As I’ve said before, American culture is an airborne virus. For whatever the psychological reasons are, more often than not traditional cultures far and wide end up being no match for any of the United States’ various media exports or cultural mores. The proverbial Yankee blue jeans have are well traveled and tend to trample anything that gets in their way.

Unfortunately, the old adage of out with the old and in with the new usually spells doom for many peoples culture. Though some would say that they are trading up and are exposed to more and better choices, not everyone in the world is thrilled about losing their cultural identity for an American-made pre-fab identity.

Halloween is no different. All Hallows Eve is celebrated the world over in a number of different ways that are specific to that countries history and environment. However, despite all of the variations in which this holiday is celebrated, is per usual, the American way is pushing all others out of the way and winning cultural market supremacy.

In one of the more odd stories out there, many young people this weekend gathered in Novopushkinsky Park, which is in the center of Moscow, Russia to protest the celebration of Halloween.

The protesters were holding a banner depicting a slashed pumpkin. In addition, attendees were invited to write about their attitude toward Halloween with a marker on two signboards and to drink pumpkin juice. The organizers said they wished to suggest that “pumpkin should be used directly according to its purpose rather than be turned into a symbol of a disgusting pagan festival.”

“Modern mass culture imposes false symbols on young people. Satanic and pagan in their essence, they are actively used as brands for luring adolescents to clubs to take part in seemingly innocent parties, at which they are offered a pill or a joint to have more fun,” says a leaflet by the youth movement Georgiyevtsy, the organizer of the protest.

One of the picket organizers told Interfax that, despite the fact that Halloween is formally observed on October 31, its celebrations will begin this Saturday, a day that is traditionally considered one of the most lucrative for nightclubs, which “are especially closely associated with the distribution of illicit drugs.”

“We are against the narcotization of youth culture. We support a healthy lifestyle,” he said. (Source)

It’s not all protests and anger out there for our familiar dark holiday. In some cases, there are people who are just fine with celebrating Halloween but are lamenting the loss of their own cultures way of dealing it.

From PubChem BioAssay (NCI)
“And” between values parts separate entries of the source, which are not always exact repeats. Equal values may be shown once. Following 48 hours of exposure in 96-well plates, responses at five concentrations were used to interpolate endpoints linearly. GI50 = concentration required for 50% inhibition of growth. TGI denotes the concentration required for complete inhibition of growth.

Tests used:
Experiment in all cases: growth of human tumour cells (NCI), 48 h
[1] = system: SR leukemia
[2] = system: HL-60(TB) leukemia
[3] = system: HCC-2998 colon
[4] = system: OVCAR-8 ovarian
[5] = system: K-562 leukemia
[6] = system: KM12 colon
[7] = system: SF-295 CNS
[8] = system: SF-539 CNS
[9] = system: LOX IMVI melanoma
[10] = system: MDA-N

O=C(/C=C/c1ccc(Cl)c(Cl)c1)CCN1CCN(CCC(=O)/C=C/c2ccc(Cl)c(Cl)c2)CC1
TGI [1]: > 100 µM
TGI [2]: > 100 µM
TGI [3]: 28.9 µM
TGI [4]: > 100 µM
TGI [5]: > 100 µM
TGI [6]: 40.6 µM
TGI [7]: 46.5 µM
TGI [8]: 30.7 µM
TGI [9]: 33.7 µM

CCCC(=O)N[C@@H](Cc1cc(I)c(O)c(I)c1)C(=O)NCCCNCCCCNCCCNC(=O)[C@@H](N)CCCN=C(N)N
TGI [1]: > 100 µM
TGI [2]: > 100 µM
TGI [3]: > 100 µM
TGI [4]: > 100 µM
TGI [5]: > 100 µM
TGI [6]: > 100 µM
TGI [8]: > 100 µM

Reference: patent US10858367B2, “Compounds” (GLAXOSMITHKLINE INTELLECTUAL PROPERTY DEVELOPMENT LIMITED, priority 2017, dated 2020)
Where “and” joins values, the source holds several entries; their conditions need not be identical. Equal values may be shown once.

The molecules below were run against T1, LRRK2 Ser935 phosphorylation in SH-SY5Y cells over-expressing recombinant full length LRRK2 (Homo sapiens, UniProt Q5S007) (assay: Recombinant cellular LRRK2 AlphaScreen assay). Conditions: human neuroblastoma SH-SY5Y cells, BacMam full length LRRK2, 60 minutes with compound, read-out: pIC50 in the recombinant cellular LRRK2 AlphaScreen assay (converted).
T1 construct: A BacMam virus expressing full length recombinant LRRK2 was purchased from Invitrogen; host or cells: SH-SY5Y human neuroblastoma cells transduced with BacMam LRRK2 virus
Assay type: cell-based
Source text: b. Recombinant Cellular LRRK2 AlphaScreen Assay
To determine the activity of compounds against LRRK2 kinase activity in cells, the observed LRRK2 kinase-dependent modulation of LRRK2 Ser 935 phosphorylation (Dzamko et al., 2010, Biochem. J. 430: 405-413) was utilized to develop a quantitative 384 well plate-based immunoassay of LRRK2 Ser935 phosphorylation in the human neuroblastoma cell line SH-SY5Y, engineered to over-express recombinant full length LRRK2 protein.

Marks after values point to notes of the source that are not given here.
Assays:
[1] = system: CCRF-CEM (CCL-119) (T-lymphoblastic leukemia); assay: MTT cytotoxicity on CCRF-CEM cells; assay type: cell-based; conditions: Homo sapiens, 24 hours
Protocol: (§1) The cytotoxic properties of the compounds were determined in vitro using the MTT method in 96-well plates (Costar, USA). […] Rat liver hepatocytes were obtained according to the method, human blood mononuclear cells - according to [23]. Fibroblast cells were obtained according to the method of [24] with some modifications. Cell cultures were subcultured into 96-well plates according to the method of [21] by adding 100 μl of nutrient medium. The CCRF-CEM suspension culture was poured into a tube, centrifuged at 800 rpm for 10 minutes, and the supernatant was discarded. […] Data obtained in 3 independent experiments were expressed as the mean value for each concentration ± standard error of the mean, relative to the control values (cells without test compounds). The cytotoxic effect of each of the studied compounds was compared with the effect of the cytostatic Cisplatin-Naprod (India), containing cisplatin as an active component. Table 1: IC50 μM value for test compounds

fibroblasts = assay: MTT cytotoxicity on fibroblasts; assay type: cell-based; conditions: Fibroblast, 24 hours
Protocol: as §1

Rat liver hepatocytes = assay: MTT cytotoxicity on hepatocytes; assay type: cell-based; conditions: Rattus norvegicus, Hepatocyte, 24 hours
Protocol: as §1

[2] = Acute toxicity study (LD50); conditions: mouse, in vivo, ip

For example in Scotland, ”The days when glowing turnip lanterns grinned out from the windows of Scottish homes on Halloween are becoming a thing of the past as new figures show pumpkin sales are at their highest ever.

The bright orange vegetable is traditionally used in the United States and Canada to make jack-o’-lanterns – which are placed at windows or on doorsteps as a sign that trick or treaters are welcome.

But Britons have embraced this American import and sales of pumpkins are expected to reach 2.2 million this year, compared with 2 million in 2005…But along with pumpkins, the American tradition for trick-or-treating has come to dominate the evening along with the rising popularity of US-style Halloween celebrations in Britain.

The days when children went out guising, dressed as a ghost flitting from door to door, singing songs or telling jokes in return for a handful of sweets or an apple, are in decline.

Nowadays, trick-or-treaters expect to be given sweets or gifts by householders in return for a promise not to bombard their homes with eggs or toilet roll.” (Source)

In China, there’s a dispute over which kinds of ghosts people should be dressing up as; traditional ones or American ghosts. ”There is even a tug-of-war in cyberspace between supporters of Western ghosts in black cloaks, and fans of Chinese ones who stick out their long tongues. The latter group is calling for a revival of local ghosts as foreign ones begin to take over.

“There is a ‘ghost festival’ in China that is more than two thousand years old,” one claimed at the popular online forum “These ‘expat ghosts’ are not going to be the winners who take all.”” (Source)

But the irony of all ironies is that while we are exporting culture across the globe, we are paying for others to make our own culture with cheap foreign labor. “Millions of young Americans will celebrate Halloween this year decked out in masks and costumes furnished by — shock and horror — a French company that relies on cheap Chinese labour.

Cesar, founded in 1842, is the world leader for party costumes and outfit accessories such as the masks and wigs that are de rigeur for any self-respecting child on a trick or treat outing. Through its US division Disguise, Cesar provides one-third of all the Halloween get-ups sold in the United States. And it’s not just child’s play — 40 percent of all costumes are bought by adults.” (Source)

I’m not the world’s biggest fan of Halloween by far but it would appear my dislike for a holiday that has long since lost any of its real significance puts me in the minority. Between the act of trick-or-treating or American movies that focus on the horror or slasher genre, Halloween is a permanent phenomenon in the lexicon of global celebrations, whatever their particular stripe should be.

Happy Halloween everyone!

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